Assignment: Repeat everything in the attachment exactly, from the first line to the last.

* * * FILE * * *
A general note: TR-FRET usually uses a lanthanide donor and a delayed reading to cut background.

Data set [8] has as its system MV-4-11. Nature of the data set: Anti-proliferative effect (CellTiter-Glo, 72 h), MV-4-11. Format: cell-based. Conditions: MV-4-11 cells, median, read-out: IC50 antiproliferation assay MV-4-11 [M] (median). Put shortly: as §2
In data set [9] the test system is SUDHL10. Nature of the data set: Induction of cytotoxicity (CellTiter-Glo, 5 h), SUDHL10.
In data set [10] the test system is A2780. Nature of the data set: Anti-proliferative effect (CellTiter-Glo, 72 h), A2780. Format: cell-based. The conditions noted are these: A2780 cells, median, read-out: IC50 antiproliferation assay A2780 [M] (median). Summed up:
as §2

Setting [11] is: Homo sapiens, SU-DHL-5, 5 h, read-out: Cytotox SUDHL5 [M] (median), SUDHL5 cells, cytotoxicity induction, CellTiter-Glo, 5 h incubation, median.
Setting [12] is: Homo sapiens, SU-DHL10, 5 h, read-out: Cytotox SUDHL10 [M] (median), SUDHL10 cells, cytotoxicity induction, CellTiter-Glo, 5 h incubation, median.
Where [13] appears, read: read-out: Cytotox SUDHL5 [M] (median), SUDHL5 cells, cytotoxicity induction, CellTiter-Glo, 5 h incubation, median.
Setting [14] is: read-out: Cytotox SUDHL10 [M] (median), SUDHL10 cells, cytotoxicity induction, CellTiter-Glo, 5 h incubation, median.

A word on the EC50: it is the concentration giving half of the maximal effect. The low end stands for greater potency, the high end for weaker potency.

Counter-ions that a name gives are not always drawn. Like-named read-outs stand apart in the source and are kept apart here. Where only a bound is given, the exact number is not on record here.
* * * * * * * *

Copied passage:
A general note: TR-FRET usually uses a lanthanide donor and a delayed reading to cut background.

Data set [8] has as its system MV-4-11. Nature of the data set: Anti-proliferative effect (CellTiter-Glo, 72 h), MV-4-11. Format: cell-based. Conditions: MV-4-11 cells, median, read-out: IC50 antiproliferation assay MV-4-11 [M] (median). Put shortly: as §2
In data set [9] the test system is SUDHL10. Nature of the data set: Induction of cytotoxicity (CellTiter-Glo, 5 h), SUDHL10.
In data set [10] the test system is A2780. Nature of the data set: Anti-proliferative effect (CellTiter-Glo, 72 h), A2780. Format: cell-based. The conditions noted are these: A2780 cells, median, read-out: IC50 antiproliferation assay A2780 [M] (median). Summed up:
as §2

Setting [11] is: Homo sapiens, SU-DHL-5, 5 h, read-out: Cytotox SUDHL5 [M] (median), SUDHL5 cells, cytotoxicity induction, CellTiter-Glo, 5 h incubation, median.
Setting [12] is: Homo sapiens, SU-DHL10, 5 h, read-out: Cytotox SUDHL10 [M] (median), SUDHL10 cells, cytotoxicity induction, CellTiter-Glo, 5 h incubation, median.
Where [13] appears, read: read-out: Cytotox SUDHL5 [M] (median), SUDHL5 cells, cytotoxicity induction, CellTiter-Glo, 5 h incubation, median.
Setting [14] is: read-out: Cytotox SUDHL10 [M] (median), SUDHL10 cells, cytotoxicity induction, CellTiter-Glo, 5 h incubation, median.

A word on the EC50: it is the concentration giving half of the maximal effect. The low end stands for greater potency, the high end for weaker potency.

Counter-ions that a name gives are not always drawn. Like-named read-outs stand apart in the source and are kept apart here. Where only a bound is given, the exact number is not on record here.